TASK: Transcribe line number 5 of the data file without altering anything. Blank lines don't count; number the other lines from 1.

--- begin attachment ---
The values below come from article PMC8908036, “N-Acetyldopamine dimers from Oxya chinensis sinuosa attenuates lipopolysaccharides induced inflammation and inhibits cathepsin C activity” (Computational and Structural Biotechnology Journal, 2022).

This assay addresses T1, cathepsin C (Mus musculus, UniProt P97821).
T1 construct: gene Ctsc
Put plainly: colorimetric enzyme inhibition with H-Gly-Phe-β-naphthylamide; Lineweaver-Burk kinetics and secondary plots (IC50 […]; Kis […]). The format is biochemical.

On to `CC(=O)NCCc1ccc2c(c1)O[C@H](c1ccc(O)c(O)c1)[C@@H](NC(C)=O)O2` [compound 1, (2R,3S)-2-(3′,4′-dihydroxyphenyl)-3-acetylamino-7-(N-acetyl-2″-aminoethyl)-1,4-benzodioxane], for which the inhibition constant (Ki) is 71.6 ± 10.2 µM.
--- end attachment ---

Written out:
On to `CC(=O)NCCc1ccc2c(c1)O[C@H](c1ccc(O)c(O)c1)[C@@H](NC(C)=O)O2` [compound 1, (2R,3S)-2-(3′,4′-dihydroxyphenyl)-3-acetylamino-7-(N-acetyl-2″-aminoethyl)-1,4-benzodioxane], for which the inhibition constant (Ki) is 71.6 ± 10.2 µM.